Although she appreciated the support from her workplace, there were still times when Kate struggled with the effects of her fertility issues. “I found the isolation the hardest” she says, “And obviously it’s quite traumatic when you’re having the treatment. So what I tended to do was make some changes in my life to adapt to that.” Physical activity was crucial to improving Kate’s wellbeing. “I do believe in exercise or time outside” she says. She also stresses that this doesn’t necessarily have to mean the gym. “It doesn’t matter what you do, whether you’re running, walking, doing yoga, it’s really, really important for you just to get that change of scene” she believes. Despite having previous reservations, Kate also finds meditation helpful to unwind. “If you’d have asked me a year ago, ‘Are you going to sit and meditate?’ I would say ‘I’m far too busy for that!’” she admits “But it just gives you that 10 minutes for your body to de-stress, and for you to take that pause and be calm.” Techniques such as breathing exercises she learnt in her CBT sessions have also proven to be effective tool for dealing with the emotional repercussions of her journey: “It’s really useful when you’re in certain situations – perhaps someone’s bought their baby in, or you’ve had to go to a party or somewhere where there’s lots of babies or pregnant ladies – so that you can calm your nerves.”
Support & Wellbeing
Whilst undergoing IVF, Kate made sure to get the nutrients she needed through both food sources and supplements. “During my cycles I took Vitamin A” she recounts, stating that she also ate “walnuts that were high in selenium, because there was some small evidence that might help with implantation.” Although no longer receiving treatment, Kate still uses supplements to manage her overall wellbeing. “On a day to day basis at the moment I take Vitamin D and magnesium” she details, “because I know my vitamin D is low. I think that’s the case for a lot of people that in this country.”“On a day to day basis I take Vitamin D and Magnesium.”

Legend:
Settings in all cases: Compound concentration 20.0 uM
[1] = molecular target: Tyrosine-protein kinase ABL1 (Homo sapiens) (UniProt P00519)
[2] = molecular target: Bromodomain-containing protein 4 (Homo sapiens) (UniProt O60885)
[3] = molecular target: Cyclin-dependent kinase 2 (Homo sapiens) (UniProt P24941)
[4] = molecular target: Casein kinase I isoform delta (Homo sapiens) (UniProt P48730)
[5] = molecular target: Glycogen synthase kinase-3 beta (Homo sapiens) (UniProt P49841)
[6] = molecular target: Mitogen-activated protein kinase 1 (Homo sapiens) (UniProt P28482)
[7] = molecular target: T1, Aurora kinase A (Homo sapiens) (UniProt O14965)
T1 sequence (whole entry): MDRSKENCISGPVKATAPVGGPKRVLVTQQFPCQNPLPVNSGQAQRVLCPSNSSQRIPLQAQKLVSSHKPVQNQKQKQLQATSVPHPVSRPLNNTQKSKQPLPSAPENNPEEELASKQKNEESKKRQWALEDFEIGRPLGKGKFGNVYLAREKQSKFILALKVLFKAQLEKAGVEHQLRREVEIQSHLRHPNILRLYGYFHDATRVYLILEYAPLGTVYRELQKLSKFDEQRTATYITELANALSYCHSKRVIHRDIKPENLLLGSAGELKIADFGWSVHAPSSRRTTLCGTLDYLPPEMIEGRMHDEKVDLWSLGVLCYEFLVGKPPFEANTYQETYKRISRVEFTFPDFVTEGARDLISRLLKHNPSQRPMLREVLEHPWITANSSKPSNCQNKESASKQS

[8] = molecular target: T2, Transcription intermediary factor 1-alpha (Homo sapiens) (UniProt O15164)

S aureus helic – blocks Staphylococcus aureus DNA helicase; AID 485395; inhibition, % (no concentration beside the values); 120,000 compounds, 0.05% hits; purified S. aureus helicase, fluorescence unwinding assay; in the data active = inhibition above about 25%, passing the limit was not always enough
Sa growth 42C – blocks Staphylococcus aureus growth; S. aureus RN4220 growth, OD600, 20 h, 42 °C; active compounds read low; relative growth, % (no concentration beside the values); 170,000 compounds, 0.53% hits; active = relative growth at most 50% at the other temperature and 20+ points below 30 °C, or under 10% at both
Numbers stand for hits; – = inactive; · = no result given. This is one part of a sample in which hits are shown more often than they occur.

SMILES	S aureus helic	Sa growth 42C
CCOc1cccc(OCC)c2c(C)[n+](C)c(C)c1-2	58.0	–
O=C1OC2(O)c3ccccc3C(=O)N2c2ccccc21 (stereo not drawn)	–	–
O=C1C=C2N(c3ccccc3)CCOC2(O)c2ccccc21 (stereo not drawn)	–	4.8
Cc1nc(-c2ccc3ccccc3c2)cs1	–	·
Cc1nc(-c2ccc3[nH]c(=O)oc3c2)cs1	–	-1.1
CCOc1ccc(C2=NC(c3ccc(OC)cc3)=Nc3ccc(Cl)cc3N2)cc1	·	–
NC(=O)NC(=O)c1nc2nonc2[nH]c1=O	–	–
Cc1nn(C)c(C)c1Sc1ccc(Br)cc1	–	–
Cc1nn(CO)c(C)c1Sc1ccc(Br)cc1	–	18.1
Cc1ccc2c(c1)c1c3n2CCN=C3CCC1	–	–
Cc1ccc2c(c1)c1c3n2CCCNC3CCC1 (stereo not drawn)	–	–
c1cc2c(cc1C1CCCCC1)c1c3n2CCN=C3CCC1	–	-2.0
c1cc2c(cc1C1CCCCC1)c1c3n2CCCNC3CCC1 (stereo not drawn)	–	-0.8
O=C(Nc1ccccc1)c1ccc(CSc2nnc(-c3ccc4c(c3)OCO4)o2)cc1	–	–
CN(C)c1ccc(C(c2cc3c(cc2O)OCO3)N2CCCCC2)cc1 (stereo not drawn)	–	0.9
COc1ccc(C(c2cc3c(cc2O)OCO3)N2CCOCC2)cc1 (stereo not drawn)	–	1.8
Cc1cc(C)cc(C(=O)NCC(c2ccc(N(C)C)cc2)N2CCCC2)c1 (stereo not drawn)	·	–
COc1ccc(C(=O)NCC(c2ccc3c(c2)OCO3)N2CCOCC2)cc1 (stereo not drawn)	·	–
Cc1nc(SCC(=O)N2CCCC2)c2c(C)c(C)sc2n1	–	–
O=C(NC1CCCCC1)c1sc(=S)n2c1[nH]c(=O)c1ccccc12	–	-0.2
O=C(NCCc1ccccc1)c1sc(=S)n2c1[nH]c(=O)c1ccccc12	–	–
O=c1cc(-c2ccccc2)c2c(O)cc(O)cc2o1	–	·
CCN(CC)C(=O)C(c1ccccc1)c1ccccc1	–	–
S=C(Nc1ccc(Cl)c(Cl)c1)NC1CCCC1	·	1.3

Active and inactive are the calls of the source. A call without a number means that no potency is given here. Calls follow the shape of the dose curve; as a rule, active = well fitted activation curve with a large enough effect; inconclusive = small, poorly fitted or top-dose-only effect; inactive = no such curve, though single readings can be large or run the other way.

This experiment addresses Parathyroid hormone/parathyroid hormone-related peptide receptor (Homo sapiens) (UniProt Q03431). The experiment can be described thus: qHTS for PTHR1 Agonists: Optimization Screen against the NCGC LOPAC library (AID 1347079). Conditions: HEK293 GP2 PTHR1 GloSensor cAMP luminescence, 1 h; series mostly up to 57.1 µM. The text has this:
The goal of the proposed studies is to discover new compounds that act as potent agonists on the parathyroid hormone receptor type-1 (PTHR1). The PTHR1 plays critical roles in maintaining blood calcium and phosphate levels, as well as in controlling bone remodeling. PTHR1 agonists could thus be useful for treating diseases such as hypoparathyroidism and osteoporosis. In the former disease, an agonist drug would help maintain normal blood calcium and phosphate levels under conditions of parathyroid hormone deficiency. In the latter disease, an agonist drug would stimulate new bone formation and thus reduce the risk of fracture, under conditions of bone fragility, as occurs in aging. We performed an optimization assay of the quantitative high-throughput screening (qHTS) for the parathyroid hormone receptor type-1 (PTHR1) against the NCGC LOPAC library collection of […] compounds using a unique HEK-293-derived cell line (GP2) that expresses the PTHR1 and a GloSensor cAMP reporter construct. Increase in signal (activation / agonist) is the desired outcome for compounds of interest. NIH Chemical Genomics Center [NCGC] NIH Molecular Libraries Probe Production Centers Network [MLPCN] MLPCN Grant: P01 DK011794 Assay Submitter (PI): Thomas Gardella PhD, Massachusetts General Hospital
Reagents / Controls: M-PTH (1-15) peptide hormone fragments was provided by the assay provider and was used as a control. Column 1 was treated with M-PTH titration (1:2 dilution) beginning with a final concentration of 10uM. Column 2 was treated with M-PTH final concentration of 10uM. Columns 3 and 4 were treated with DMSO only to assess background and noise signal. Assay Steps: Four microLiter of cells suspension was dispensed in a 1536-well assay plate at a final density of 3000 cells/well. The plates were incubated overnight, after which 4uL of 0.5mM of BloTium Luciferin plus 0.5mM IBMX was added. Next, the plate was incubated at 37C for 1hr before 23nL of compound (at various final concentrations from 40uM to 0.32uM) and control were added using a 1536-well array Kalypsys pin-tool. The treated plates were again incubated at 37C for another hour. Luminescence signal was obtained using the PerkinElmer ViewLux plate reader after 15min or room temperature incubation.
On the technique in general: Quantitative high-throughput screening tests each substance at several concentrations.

Kate advises anyone else going through similar issues on their fertility journey not to bottle up their emotions. “Working in the fertility centre, I had the medical knowledge, so I didn’t really want to trouble people and kind of kept myself to myself for a long time” she admits “But sometimes that’s not always the best thing to do.” She also looks to her partner for emotional guidance. “My husband is amazingly supportive” she says. As well as her friends and family, Kate finds solace in online communities. “I’m a member of quite a few online groups” she says. “I don’t always comment, but it’s nice to read and know that you’re not alone.”
“You don’t feel positive all the time, but it’s important to try and be positive when you can be.”
Key to looking after your personal wellbeing, according to Kate, is learning to say no to certain social occasions. “Be kind to yourself – if you feel that you can’t go to an occasion, just be honest and don’t go” she advises, “Or arrange another time when you feel that you can.” “Build new things into your life, or things to distract you while you’re on treatment, because it just helps with your morale” she says. By channeling her focus into running, Kate went on to run a marathon for the Miscarriage Association. “That was a massive distraction, but it could be anything,” she says. Although her fertility journey has been a turbulent one, by devising ways of dealing with this, Kate has noticed a significant improvement in her quality of life. “You don’t feel positive all the time” she says “But I think it’s important to try and be positive when you can be, because otherwise I think it would become quite consuming.”